California welcomes 11 new pups to wolf pack families
The Lassen pack produced five pups, while the Whaleback pack had at least six pups, according to the state Department of Fish and Wildlife.
Source of this article: The Los Angeles Times, August 6, 2022
The Lassen pack, located in Lassen and Plumas counties in northeastern California, produced five pups, while the Whaleback pack, which is mostly in Siskiyou County in Northern California, had at least six pups, according to a report published Tuesday by the state Department of Fish and Wildlife.
“These are really wonderful moments to celebrate,” said Amaroq Weiss, senior wolf advocate at the Center for Biological Diversity.
The Beckwourth pack, which was discovered in May 2021 in southern Plumas County and is California’s third wolf pack, did not appear to produce a new litter.
Wolves typically breed in the winter, and their litters are born in early spring. Litters can contain anywhere from two to 10 pups, Weiss said.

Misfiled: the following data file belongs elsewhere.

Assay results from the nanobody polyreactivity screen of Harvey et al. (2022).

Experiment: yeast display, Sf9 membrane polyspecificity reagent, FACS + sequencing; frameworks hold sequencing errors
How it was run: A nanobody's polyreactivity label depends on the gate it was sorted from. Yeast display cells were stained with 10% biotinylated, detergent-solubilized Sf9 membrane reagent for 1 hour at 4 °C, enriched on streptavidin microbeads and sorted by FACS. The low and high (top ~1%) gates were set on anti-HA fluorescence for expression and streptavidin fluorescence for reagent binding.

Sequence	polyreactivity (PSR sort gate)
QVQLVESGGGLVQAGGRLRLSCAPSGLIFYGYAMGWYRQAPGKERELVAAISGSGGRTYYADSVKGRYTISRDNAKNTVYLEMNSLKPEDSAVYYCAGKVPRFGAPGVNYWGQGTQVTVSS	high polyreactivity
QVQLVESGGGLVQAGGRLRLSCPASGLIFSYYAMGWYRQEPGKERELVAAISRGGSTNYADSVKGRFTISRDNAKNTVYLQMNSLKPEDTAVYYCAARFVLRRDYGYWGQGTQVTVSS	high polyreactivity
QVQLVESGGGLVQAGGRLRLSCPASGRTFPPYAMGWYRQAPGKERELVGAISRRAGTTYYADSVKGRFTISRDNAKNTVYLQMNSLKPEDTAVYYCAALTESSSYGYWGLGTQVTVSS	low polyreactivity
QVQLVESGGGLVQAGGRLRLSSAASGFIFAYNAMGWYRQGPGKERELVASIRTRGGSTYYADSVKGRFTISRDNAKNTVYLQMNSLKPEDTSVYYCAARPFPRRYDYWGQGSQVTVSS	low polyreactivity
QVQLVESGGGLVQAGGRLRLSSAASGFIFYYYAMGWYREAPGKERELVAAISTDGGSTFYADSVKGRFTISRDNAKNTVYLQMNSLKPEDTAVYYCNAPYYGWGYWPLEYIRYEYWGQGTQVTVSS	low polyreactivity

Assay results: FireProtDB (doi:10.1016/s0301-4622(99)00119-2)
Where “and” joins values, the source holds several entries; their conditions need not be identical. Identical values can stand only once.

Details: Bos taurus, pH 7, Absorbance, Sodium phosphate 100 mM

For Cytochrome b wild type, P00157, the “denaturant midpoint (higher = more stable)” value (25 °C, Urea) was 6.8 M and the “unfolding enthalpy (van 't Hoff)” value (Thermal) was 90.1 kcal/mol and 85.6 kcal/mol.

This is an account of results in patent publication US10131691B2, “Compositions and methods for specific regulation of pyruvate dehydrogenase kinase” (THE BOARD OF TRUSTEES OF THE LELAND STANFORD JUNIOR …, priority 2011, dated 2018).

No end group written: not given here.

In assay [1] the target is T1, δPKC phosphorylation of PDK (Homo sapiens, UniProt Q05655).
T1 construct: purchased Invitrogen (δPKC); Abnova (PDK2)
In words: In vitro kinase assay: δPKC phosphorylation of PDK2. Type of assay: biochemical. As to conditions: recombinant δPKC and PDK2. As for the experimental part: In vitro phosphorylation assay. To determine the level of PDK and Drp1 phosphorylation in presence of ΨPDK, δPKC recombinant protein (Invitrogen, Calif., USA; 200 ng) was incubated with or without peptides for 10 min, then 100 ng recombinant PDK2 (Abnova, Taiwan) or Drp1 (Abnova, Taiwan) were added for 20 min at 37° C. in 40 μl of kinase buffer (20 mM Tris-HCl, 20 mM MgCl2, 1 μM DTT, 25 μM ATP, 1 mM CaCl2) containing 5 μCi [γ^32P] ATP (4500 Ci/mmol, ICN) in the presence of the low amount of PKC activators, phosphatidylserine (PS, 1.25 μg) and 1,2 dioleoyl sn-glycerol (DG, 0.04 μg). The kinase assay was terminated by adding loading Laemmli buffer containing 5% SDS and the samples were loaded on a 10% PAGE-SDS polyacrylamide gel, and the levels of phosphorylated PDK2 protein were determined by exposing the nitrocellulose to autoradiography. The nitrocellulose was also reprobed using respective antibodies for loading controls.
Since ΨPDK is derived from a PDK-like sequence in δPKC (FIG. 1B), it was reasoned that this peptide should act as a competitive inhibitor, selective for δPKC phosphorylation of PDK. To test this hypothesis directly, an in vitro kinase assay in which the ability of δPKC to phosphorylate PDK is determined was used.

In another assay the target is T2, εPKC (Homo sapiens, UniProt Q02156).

This is the sixth consecutive year the Lassen pack delivered a litter, and the second successive year for the Whaleback pack — signs of building momentum, Weiss said. Several pups from the previous year’s litters, called yearlings, have also stayed with their packs, another healthy sign of wolves’ revival in the state.
The Lassen pack currently has at least a dozen family members, and the Whaleback pack has at least 13, according to the Center for Biological Diversity.
“California’s wolf recovery is still really, really brand new,” Weiss said.
Gray wolves were eradicated in California in the early 20th century because of their perceived threat to livestock. In 2011, an Oregon wolf with a radio collar, dubbed OR-7, became the first confirmed wolf in California in nearly a century, “staggering the world,” Weiss said.
OR-7 eventually returned to Oregon, but the wolf population has gradually increased in the last few years with the Lassen pack, first identified in 2017, and Whaleback pack, identified in 2020, along with the discovery of the Beckwourth pack last year.
The wolves live in areas threatened by wildfires, making their growth even more impressive.
“It shows you that wolves can be quite resilient,” Weiss said, who added that fires are occurring after the pups have been weaned. They can keep up with the packs as they search for safe areas, Weiss said.
Wolves have faced other threats in recent years. The gray wolf was removed from the federal endangered species list in the final months of the Trump administration, worrying advocates and other wildlife enthusiasts. Those protections were restored in February by a federal judge in California.